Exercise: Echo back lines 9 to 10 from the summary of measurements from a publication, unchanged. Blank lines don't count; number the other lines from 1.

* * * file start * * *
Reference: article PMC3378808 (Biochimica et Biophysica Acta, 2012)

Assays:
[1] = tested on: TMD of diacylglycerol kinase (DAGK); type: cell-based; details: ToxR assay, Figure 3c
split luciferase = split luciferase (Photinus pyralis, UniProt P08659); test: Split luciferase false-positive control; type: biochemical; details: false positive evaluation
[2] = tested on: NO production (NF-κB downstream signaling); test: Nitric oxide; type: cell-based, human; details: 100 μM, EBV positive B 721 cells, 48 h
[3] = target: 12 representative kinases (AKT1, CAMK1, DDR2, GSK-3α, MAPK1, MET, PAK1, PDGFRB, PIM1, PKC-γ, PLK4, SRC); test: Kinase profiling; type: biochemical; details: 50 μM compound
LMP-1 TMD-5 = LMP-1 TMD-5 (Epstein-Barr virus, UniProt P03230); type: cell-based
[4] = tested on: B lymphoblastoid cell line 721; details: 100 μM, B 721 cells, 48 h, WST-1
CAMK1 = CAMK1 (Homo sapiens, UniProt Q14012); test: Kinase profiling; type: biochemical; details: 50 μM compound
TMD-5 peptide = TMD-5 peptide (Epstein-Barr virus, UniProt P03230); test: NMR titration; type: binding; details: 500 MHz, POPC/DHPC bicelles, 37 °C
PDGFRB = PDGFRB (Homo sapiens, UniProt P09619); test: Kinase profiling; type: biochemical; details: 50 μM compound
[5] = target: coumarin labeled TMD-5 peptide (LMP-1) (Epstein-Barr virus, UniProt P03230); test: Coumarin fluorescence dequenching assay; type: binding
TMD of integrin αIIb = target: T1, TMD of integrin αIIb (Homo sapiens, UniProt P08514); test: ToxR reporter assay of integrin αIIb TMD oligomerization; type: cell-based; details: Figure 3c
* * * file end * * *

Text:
CAMK1 = CAMK1 (Homo sapiens, UniProt Q14012); test: Kinase profiling; type: biochemical; details: 50 μM compound
TMD-5 peptide = TMD-5 peptide (Epstein-Barr virus, UniProt P03230); test: NMR titration; type: binding; details: 500 MHz, POPC/DHPC bicelles, 37 °C